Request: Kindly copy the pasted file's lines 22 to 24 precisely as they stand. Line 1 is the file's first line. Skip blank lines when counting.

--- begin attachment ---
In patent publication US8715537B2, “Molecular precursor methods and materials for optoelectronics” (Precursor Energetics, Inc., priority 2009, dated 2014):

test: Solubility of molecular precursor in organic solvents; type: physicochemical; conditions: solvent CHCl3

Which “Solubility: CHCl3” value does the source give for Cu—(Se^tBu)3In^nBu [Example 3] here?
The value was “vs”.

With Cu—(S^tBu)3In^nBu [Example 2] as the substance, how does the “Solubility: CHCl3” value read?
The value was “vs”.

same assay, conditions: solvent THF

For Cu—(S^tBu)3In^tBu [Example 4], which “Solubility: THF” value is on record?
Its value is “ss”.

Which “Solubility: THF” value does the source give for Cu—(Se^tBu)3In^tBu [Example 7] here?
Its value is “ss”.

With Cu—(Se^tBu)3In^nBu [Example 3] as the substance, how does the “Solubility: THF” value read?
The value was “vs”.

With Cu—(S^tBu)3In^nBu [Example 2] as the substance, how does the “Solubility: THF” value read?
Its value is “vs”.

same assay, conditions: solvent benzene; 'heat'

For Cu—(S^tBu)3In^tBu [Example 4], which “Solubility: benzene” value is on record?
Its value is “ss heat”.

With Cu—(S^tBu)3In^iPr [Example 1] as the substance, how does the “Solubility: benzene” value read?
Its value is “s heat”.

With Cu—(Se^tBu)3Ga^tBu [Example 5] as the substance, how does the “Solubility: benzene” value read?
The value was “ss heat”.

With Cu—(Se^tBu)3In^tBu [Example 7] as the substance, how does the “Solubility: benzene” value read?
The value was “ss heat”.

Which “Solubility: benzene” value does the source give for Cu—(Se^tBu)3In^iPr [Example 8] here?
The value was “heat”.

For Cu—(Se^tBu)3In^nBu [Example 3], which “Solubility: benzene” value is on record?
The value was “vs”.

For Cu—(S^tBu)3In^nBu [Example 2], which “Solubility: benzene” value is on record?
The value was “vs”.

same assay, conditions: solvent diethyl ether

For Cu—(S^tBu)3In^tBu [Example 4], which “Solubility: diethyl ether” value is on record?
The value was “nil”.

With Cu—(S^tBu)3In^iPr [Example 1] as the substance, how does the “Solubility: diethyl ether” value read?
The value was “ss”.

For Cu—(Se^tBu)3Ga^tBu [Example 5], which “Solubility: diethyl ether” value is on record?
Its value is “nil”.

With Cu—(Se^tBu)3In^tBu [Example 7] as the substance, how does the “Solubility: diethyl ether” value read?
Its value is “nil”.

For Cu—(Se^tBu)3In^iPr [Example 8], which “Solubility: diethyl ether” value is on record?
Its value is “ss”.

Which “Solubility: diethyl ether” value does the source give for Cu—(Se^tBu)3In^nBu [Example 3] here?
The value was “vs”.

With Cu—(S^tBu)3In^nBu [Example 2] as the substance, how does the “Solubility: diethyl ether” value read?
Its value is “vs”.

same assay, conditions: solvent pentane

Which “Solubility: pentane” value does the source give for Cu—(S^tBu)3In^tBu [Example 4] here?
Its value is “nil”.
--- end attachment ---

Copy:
The value was “ss heat”.

With Cu—(Se^tBu)3In^tBu [Example 7] as the substance, how does the “Solubility: benzene” value read?
The value was “ss heat”.